Future Plans – School in Niamey

This morning, Ruth and I quickly packed our suitcases, ran a few last minute errands, and then went to the Maradi Airport. As I’m writing this, we’re sitting in the tiny, propelled airplane. I’m sure the pilot was right when he said that the massive amounts of dust in the air and the strong winds wouldn’t be a problem. Ibrahim, the president of the EERN education committee and our Nigerien colleague and friend is flying with us. It’s kind of fun because it’s his first time flying. (Which is interesting, because he seems more calm than I am.)

When we arrive in Niamey we plan to grab something to eat and go to our 4pm meeting, which is with the Niamey school committee. We will discuss their plans for building the first block of classrooms on their property. They have started making bricks with funds from their church members, but they ran out of money. One of Remember Niger’s goals this year is to help them raise enough funds for a three-classroom building. This is a very important project.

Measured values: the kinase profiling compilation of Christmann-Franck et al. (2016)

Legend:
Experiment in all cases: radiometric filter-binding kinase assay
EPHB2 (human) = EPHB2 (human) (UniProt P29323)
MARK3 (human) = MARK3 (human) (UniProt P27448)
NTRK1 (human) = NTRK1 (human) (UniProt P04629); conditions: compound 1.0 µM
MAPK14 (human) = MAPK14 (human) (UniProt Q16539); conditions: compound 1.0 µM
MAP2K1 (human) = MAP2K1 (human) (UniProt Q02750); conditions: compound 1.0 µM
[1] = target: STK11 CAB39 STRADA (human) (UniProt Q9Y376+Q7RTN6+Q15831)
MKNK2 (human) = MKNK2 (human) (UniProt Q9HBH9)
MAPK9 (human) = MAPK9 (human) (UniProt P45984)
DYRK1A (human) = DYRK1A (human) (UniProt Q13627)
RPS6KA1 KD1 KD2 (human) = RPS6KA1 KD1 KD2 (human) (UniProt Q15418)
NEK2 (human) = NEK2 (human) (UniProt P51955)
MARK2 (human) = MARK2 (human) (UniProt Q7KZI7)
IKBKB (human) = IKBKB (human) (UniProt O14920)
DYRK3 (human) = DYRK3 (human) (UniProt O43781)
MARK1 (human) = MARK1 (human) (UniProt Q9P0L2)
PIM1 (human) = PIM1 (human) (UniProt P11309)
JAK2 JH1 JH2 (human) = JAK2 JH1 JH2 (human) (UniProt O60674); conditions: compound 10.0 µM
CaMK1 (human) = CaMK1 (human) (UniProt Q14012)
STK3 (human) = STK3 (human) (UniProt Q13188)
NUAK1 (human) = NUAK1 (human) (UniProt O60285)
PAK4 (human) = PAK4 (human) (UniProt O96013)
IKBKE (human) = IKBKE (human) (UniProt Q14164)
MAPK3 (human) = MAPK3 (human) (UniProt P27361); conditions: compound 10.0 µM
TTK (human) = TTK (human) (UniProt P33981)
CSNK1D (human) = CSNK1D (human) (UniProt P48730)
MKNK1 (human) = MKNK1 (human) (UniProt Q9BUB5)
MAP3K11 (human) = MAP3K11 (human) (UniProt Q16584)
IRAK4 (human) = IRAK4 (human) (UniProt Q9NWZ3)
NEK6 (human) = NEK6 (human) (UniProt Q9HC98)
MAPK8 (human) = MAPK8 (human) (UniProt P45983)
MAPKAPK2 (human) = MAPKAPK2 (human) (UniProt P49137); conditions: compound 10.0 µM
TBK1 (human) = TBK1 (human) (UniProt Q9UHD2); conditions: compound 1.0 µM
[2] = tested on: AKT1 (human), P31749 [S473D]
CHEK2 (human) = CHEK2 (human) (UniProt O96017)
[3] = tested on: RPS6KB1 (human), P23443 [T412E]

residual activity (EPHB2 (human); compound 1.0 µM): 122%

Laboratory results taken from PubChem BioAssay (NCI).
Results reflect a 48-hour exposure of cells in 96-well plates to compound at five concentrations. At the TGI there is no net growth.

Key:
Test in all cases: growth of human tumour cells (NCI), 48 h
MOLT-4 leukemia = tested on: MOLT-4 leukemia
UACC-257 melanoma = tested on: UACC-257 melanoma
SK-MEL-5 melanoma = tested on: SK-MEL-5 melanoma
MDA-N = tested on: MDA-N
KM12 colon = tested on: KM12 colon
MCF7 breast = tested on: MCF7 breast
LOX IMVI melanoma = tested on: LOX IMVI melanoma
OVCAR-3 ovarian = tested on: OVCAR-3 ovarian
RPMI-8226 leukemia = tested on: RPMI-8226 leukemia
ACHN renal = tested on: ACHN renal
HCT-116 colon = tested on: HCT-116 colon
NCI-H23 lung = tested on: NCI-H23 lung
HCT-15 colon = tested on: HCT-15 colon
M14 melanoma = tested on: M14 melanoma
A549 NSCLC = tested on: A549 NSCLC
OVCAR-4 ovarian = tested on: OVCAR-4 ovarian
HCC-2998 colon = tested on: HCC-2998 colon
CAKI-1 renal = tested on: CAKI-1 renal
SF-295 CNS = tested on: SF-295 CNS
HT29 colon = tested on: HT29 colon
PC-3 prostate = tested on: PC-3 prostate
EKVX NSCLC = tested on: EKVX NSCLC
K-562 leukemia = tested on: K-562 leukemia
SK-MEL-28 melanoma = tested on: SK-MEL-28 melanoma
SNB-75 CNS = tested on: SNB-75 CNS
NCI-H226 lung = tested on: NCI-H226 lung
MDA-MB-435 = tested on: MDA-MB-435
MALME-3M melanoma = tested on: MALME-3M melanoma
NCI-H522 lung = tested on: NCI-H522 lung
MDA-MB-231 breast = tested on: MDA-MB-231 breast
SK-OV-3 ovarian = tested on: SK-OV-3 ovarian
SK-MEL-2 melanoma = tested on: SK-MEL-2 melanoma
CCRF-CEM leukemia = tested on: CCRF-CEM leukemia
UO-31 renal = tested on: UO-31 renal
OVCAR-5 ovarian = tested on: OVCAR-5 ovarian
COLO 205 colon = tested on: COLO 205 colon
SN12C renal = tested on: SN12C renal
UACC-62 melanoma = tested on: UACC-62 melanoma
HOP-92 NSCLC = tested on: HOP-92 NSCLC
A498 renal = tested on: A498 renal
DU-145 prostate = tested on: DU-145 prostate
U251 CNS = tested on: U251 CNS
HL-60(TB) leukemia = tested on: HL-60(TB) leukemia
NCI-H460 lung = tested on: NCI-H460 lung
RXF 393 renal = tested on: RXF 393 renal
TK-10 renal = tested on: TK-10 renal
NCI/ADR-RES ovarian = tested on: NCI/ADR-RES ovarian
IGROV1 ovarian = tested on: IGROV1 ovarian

Often, people ask me why we would want to build a school in the capital of Niger where there are already so many schools. But, the reality is that there are not enough schools for every child to attend. Also, the cost is prohibitive. While parents don’t have to pay tuition at public schools, they still have to buy books, supplies and uniforms. And, in particular, the future EERN school in Niamey is located in an extremely poor neighborhood. When the school is complete and open, they will be serving many of the most disadvantaged kids in Niamey. It’s a privilege to be a part of this project.

Kara